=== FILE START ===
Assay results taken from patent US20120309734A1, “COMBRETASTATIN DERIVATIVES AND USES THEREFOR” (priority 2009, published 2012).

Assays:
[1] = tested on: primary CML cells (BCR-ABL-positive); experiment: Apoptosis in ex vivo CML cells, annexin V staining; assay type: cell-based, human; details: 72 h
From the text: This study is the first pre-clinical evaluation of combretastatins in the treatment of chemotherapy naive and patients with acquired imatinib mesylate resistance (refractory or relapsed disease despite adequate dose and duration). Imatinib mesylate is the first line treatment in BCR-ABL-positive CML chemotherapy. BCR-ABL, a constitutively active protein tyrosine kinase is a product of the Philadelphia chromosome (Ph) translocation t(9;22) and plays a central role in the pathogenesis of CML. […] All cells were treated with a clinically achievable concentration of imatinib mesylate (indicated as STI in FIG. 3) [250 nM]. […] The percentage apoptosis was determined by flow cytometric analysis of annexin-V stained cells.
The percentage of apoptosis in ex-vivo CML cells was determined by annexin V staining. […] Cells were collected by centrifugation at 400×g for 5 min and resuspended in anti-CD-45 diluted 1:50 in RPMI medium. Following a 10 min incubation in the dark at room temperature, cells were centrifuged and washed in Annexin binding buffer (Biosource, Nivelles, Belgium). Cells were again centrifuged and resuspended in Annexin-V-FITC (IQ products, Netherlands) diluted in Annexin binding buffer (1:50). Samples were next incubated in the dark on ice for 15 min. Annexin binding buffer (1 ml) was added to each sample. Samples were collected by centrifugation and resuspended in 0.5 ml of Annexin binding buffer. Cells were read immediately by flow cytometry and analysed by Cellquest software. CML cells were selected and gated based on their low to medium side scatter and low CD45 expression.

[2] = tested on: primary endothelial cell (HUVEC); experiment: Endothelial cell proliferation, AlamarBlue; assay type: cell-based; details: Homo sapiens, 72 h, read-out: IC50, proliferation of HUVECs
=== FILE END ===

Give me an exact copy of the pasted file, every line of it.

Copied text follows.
Assay results taken from patent US20120309734A1, “COMBRETASTATIN DERIVATIVES AND USES THEREFOR” (priority 2009, published 2012).

Assays:
[1] = tested on: primary CML cells (BCR-ABL-positive); experiment: Apoptosis in ex vivo CML cells, annexin V staining; assay type: cell-based, human; details: 72 h
From the text: This study is the first pre-clinical evaluation of combretastatins in the treatment of chemotherapy naive and patients with acquired imatinib mesylate resistance (refractory or relapsed disease despite adequate dose and duration). Imatinib mesylate is the first line treatment in BCR-ABL-positive CML chemotherapy. BCR-ABL, a constitutively active protein tyrosine kinase is a product of the Philadelphia chromosome (Ph) translocation t(9;22) and plays a central role in the pathogenesis of CML. […] All cells were treated with a clinically achievable concentration of imatinib mesylate (indicated as STI in FIG. 3) [250 nM]. […] The percentage apoptosis was determined by flow cytometric analysis of annexin-V stained cells.
The percentage of apoptosis in ex-vivo CML cells was determined by annexin V staining. […] Cells were collected by centrifugation at 400×g for 5 min and resuspended in anti-CD-45 diluted 1:50 in RPMI medium. Following a 10 min incubation in the dark at room temperature, cells were centrifuged and washed in Annexin binding buffer (Biosource, Nivelles, Belgium). Cells were again centrifuged and resuspended in Annexin-V-FITC (IQ products, Netherlands) diluted in Annexin binding buffer (1:50). Samples were next incubated in the dark on ice for 15 min. Annexin binding buffer (1 ml) was added to each sample. Samples were collected by centrifugation and resuspended in 0.5 ml of Annexin binding buffer. Cells were read immediately by flow cytometry and analysed by Cellquest software. CML cells were selected and gated based on their low to medium side scatter and low CD45 expression.

[2] = tested on: primary endothelial cell (HUVEC); experiment: Endothelial cell proliferation, AlamarBlue; assay type: cell-based; details: Homo sapiens, 72 h, read-out: IC50, proliferation of HUVECs